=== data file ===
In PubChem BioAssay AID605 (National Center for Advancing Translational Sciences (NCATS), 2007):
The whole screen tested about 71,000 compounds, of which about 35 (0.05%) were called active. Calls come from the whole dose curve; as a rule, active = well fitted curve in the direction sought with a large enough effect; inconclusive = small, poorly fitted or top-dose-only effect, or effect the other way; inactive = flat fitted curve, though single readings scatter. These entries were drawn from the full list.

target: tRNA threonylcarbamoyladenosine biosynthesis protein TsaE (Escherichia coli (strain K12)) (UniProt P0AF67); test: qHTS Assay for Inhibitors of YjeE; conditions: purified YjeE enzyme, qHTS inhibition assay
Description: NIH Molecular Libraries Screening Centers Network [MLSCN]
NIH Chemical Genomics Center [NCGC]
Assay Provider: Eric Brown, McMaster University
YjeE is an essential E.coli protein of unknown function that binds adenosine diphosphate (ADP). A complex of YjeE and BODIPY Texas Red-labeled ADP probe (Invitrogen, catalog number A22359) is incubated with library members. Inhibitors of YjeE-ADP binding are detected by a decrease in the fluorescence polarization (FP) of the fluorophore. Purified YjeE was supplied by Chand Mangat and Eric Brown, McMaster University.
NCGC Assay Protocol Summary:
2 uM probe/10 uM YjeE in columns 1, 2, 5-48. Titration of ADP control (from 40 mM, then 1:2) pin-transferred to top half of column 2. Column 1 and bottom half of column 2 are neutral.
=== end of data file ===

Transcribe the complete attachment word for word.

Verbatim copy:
In PubChem BioAssay AID605 (National Center for Advancing Translational Sciences (NCATS), 2007):
The whole screen tested about 71,000 compounds, of which about 35 (0.05%) were called active. Calls come from the whole dose curve; as a rule, active = well fitted curve in the direction sought with a large enough effect; inconclusive = small, poorly fitted or top-dose-only effect, or effect the other way; inactive = flat fitted curve, though single readings scatter. These entries were drawn from the full list.

target: tRNA threonylcarbamoyladenosine biosynthesis protein TsaE (Escherichia coli (strain K12)) (UniProt P0AF67); test: qHTS Assay for Inhibitors of YjeE; conditions: purified YjeE enzyme, qHTS inhibition assay
Description: NIH Molecular Libraries Screening Centers Network [MLSCN]
NIH Chemical Genomics Center [NCGC]
Assay Provider: Eric Brown, McMaster University
YjeE is an essential E.coli protein of unknown function that binds adenosine diphosphate (ADP). A complex of YjeE and BODIPY Texas Red-labeled ADP probe (Invitrogen, catalog number A22359) is incubated with library members. Inhibitors of YjeE-ADP binding are detected by a decrease in the fluorescence polarization (FP) of the fluorophore. Purified YjeE was supplied by Chand Mangat and Eric Brown, McMaster University.
NCGC Assay Protocol Summary:
2 uM probe/10 uM YjeE in columns 1, 2, 5-48. Titration of ADP control (from 40 mM, then 1:2) pin-transferred to top half of column 2. Column 1 and bottom half of column 2 are neutral.